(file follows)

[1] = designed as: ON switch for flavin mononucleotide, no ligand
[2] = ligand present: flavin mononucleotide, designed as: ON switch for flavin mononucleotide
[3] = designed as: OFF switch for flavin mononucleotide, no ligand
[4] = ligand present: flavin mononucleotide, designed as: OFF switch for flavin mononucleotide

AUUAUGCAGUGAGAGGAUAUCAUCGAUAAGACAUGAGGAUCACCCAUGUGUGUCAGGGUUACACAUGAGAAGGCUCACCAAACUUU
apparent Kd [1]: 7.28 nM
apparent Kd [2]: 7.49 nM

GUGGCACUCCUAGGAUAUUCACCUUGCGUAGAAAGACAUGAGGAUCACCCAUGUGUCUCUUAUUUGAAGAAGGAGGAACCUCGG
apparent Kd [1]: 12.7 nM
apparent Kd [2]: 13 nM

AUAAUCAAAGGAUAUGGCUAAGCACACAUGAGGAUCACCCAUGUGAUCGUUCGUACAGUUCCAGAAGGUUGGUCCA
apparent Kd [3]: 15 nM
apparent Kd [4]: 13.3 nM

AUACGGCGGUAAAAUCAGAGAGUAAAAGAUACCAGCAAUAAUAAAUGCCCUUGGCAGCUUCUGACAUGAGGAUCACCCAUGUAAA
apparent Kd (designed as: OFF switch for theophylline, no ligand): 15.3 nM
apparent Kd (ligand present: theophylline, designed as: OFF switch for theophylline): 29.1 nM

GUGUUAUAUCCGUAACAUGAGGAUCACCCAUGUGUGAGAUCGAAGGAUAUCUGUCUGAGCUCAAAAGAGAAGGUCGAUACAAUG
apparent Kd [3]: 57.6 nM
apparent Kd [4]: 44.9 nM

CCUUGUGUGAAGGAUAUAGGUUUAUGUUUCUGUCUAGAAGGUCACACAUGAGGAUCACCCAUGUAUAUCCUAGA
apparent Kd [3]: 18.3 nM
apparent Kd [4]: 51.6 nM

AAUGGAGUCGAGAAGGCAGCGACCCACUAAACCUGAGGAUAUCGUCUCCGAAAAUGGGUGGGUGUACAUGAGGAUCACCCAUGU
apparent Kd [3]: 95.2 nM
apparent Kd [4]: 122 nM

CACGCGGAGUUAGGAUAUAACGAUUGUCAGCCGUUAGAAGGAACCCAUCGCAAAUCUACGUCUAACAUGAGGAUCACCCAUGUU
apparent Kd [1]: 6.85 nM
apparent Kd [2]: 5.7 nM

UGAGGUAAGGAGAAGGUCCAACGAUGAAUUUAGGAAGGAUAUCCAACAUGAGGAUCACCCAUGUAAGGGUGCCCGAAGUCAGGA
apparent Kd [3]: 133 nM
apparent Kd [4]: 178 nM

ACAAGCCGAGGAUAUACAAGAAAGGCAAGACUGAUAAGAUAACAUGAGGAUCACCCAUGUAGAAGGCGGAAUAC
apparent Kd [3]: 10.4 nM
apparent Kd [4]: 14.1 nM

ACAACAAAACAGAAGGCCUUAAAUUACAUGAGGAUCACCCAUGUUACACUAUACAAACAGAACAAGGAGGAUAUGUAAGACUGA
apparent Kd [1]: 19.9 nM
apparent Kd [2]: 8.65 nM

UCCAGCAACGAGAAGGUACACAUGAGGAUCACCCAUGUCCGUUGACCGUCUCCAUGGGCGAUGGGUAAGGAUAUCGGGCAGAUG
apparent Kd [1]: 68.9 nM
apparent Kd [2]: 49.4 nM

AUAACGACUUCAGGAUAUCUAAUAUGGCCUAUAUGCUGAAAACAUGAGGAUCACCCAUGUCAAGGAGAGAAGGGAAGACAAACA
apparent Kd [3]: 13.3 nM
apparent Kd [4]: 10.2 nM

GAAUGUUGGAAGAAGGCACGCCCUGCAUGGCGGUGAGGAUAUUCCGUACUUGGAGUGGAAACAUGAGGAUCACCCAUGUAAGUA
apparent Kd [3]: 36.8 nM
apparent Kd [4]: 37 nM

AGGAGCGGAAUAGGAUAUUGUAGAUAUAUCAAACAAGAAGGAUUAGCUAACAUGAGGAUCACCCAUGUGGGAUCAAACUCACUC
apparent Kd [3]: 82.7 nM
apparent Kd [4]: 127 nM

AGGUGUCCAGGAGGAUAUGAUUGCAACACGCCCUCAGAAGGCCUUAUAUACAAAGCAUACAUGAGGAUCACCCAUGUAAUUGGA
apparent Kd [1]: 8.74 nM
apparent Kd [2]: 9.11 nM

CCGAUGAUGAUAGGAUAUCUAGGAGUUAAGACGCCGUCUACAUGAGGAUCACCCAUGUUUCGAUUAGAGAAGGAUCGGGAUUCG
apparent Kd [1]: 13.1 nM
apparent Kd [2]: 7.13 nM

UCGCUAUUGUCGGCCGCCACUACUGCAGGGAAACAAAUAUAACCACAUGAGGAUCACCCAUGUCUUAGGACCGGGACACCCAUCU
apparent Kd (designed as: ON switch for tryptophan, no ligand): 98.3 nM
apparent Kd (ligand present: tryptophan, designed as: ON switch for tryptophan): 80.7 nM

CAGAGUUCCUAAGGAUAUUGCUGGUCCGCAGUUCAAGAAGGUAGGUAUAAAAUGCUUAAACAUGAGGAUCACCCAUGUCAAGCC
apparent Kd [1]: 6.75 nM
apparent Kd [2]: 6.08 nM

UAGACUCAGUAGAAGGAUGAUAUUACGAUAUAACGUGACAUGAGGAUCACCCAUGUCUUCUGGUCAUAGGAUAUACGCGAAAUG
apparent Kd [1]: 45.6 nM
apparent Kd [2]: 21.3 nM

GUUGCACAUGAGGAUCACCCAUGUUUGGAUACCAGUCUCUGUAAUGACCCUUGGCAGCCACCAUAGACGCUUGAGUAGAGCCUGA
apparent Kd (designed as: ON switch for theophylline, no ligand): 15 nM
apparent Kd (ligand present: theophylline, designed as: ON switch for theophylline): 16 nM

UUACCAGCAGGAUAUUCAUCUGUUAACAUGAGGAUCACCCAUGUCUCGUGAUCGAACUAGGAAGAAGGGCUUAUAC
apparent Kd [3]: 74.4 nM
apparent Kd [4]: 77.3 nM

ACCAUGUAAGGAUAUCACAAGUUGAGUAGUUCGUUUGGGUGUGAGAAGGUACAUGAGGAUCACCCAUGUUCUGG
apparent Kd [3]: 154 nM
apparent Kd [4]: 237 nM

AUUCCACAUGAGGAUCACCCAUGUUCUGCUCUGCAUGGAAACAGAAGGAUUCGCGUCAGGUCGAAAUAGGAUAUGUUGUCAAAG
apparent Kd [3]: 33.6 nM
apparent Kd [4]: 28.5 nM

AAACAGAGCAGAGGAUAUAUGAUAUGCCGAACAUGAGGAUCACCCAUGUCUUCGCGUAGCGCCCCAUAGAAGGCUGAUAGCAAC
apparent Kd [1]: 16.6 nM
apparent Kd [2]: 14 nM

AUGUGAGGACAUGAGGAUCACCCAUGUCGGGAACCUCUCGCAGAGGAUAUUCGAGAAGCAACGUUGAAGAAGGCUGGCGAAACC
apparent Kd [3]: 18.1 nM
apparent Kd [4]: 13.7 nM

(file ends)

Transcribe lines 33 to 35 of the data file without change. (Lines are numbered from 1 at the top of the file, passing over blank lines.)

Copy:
apparent Kd [3]: 10.4 nM
apparent Kd [4]: 14.1 nM

ACAACAAAACAGAAGGCCUUAAAUUACAUGAGGAUCACCCAUGUUACACUAUACAAACAGAACAAGGAGGAUAUGUAAGACUGA